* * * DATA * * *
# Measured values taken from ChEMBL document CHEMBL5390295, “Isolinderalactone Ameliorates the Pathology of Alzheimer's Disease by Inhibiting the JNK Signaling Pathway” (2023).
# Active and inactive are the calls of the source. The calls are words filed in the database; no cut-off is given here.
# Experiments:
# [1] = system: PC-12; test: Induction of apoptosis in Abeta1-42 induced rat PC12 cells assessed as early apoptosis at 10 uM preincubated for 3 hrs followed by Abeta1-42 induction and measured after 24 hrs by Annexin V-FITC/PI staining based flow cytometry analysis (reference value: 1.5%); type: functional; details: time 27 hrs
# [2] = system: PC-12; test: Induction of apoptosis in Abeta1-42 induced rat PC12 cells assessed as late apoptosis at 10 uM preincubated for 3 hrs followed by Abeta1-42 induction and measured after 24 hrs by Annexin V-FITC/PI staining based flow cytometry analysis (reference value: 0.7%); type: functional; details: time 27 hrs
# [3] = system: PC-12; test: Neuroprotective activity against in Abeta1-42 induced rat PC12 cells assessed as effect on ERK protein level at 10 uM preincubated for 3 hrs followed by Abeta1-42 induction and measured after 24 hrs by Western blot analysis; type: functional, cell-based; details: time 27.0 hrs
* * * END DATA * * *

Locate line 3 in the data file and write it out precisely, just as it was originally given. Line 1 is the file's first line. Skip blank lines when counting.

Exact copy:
# Experiments: